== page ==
Monthly Archives: July 2011

how to recover OS X Lion

OS X Lion recovery



Since OS X Lion is only available via download from the App store, you may be wondering what to do if you need to recover the whole OS. In times past, you’d simply insert the original CD/DVD that the OS came on, but how do you do this if the OS is download only?

Apple has provided a couple of different ways of effecting a full recovery of Lion. In most cases, so long as you are connected to the internet either by Wifi or ethernet cable, you can simply restart your machine while holding down the Command key and the ‘R’ key on the keyboard (Cmd-R).

This will put your machine in recovery mode, and you can follow the instructions from the start up screen. Initially, your machine will try to recover from a special Recovery partition that Lion created on your hard disc when you originally installed it. However, if your HD is corrupted or unavailable for some reason, Lion will attempt to recover the OS directly from Apple’s servers. In both cases, be aware that you need an internet connection.

If Lion cannot re-install on your internal disc, or if you want to move the OS to a new or external disc, you will need to go through a few preparation steps. To learn about these and more about Lion’s recovery options, see the full Apple support article here.

how do touch screens work?

ver wondered how those touch screens work (and presumably the Apple trackpad, though I can’t vouch for this!)?

Some clever folk have laid it out as simple as you like in this infographic.

So now you know!

How Does a Touchscreen Phone Work?

How Does a Touch Screen Phone Work?

Lion is here, like it or not…


What are your thoughts about OS X Lion? Having problems working out how to do all the things you used to do in Snow Leopard? Leave a comment below, and I’ll try to solve them for you, or just let us all know what you love or hate about OS 10.7!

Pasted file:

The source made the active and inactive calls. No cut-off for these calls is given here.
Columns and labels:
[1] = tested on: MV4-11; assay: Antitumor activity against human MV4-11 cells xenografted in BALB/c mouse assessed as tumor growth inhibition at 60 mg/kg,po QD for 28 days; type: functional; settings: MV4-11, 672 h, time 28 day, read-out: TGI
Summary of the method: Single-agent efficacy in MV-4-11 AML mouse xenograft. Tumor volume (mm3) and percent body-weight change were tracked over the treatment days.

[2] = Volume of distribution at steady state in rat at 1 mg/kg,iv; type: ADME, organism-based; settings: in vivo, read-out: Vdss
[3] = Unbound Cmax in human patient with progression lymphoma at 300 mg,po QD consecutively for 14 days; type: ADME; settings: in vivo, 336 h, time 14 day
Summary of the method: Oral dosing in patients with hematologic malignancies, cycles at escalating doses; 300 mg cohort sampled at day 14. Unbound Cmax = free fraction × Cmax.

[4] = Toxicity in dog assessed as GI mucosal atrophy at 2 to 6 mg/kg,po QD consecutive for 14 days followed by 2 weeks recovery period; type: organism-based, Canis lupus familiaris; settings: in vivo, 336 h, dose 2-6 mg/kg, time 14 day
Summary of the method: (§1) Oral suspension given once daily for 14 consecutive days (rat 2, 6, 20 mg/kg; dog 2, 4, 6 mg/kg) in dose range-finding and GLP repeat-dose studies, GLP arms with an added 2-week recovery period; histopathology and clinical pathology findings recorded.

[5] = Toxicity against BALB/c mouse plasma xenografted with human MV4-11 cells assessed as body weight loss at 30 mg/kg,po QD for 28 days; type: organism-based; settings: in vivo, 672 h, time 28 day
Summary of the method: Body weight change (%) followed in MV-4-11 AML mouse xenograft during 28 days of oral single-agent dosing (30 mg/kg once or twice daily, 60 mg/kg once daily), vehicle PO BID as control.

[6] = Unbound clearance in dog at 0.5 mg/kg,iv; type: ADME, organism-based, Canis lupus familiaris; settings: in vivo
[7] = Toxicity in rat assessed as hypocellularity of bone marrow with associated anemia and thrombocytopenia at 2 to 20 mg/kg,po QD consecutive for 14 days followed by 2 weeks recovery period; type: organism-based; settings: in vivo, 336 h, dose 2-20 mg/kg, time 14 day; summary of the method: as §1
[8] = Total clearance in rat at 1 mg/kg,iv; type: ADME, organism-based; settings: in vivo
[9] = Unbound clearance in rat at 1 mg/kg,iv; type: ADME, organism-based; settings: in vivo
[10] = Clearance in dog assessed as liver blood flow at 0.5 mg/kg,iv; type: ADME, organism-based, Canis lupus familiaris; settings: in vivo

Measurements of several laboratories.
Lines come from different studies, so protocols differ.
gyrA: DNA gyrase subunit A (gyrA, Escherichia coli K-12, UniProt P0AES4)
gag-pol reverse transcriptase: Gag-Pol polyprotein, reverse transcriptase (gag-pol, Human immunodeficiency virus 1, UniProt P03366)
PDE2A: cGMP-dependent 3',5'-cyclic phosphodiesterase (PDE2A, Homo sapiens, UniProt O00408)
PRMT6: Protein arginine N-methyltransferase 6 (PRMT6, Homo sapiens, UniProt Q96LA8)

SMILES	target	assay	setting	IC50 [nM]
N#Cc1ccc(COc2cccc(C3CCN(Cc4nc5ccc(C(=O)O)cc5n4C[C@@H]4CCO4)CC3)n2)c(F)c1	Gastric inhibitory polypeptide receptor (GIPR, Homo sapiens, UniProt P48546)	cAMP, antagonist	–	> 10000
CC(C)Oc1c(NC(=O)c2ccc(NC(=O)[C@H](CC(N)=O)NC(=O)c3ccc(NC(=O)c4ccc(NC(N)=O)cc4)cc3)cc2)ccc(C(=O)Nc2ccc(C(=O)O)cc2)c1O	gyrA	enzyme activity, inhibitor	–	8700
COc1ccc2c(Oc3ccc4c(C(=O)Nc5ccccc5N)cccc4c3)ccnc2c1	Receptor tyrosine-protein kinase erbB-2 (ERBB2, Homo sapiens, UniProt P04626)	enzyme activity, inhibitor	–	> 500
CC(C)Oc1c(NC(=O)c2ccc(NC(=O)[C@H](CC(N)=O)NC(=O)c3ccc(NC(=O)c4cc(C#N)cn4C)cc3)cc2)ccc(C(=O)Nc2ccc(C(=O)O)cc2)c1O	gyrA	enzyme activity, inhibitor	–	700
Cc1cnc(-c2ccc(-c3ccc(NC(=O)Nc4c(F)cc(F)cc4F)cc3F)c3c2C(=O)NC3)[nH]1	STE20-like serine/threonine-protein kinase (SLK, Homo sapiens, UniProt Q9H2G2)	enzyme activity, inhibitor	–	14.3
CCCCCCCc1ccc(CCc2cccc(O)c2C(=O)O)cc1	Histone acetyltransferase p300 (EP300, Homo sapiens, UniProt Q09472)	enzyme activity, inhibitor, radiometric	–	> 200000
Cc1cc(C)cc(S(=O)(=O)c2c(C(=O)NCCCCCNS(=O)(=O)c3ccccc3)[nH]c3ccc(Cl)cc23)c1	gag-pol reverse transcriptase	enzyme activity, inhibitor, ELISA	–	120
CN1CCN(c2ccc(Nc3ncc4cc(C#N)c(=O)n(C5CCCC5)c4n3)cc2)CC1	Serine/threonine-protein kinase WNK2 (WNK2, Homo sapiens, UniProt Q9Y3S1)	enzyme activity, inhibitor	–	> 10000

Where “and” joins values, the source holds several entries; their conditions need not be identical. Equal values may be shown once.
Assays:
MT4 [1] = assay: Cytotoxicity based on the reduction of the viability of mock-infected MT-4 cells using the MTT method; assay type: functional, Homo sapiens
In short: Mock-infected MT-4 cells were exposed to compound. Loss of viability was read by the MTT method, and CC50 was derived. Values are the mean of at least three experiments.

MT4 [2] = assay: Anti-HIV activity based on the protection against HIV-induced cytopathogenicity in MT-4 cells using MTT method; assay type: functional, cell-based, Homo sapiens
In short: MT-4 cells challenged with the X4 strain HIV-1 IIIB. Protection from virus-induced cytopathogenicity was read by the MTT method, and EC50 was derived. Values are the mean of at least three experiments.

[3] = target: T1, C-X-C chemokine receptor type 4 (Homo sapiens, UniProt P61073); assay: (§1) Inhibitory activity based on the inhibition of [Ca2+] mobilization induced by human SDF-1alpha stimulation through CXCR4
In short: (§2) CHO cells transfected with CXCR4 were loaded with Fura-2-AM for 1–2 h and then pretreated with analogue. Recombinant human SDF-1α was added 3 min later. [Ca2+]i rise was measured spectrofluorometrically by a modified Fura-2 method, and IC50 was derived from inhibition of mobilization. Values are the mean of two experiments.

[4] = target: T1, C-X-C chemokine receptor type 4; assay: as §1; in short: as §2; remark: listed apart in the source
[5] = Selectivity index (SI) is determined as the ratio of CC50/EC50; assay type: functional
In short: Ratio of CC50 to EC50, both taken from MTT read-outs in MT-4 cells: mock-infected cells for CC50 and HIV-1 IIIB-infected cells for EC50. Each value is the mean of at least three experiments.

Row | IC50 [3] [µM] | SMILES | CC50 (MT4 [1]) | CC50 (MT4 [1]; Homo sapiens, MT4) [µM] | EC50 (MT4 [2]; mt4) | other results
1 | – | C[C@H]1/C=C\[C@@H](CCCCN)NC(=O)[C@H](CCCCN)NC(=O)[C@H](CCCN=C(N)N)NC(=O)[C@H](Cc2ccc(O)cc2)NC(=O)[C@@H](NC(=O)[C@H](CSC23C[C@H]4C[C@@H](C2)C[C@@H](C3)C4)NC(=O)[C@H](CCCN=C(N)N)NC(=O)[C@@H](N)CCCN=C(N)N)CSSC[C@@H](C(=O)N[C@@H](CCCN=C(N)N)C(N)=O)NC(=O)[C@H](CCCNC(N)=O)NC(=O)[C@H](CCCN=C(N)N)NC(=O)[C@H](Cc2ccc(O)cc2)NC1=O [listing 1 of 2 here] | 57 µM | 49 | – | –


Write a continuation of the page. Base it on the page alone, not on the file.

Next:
turn off inverse scrolling

Do you hate that iPad-style inverse/reverse scrolling in OS X Lion and want your scrolling back to normal? OK, don’t panic! It’s easy!

1.
 Click the Apple logo in the top left of the desktop, choose ‘System Preferences…’.

2.
 Choose the ‘Trackpad’ icon in the second row (‘Hardware’).

3.
 At the top are three tabs; click ‘Scroll & Zoom’.

4.
 The first option is ‘Scroll direction: natural’. UNCHECK this box (yes, what Apple calls ‘natural’ is what we call unnatural!).

That’s it you’re done. The world is restored to normal!

turn off Resume – updated


NOTE:
 this post has been superceded. See the definitive guide to turning of Resume for good>>here!<<

This is going to be a major pain for a lot of people, including me!

One of the main reasons I do Cmd-Q (Quit command) is precisely because I want the app to open in a default mode and not to re-open what I was just doing. This is particularly the case if an app goes a bit squiffy or is just not doing what I want it to do.

One way to avoid Resume is to use the option key when you quit. Use the hotkey combination

Opt + Cmd + Q

or chose Quit from the application menu while holding down the option key. That will both quit the program and discard all current windows. However, if you want to turn off Resume completely, here’s how to do it:

1. Go to the Apple icon in the top left and choose ‘System Preferences’.

2.
 The first icon at the top is ‘General’. Choose that, then look down the bottom for an option that says ‘Restore windows when quitting and re-opening apps’. You need to UN-check that box to turn of Resume.




However, that’s not the end of Resume, as epbernstein kindly pointed out in the Commments below. Lion will still re-open all your un-quitted apps if you do a restart. In order to avoid this, you need to make sure you un-check the dialogue box in the close-down/restart menu:

By default, this will always be checked, so you’ll have to remember to un-check it every time. Alternatively, you can install and run a script to make this dialog box ineffective (it’ll still show it’s checked, but it won’t work). This is not an ideal solution since it means that if you forget (or someone else using your machine doesn’t know), there’s no indication that the feature is ‘off’. However, if you’re desperate to make sure this feature is off, this looks like the best option so far. 

In case you didn’t see the note at the top of the page:😉
NOTE: this post has been superceded. See the definitive guide to turning of Resume for good>>here!<<

iTunes — can’t download all updates? Here’s the workaround!




At the moment there seems to be a problem in iTunes with the ‘download all updates‘ button. There will undoubtedly be a fix for this coming soon — word is that this is a server-side problem at the App store and nothing to do with the Lion install specifically.

In the meantime, you can still update your apps by clicking on the individual update buttons under each individual app in the same App Store Update window.

I know, a pain if you’ve got more than four or five, but a workable solution till Apple sort it their end.

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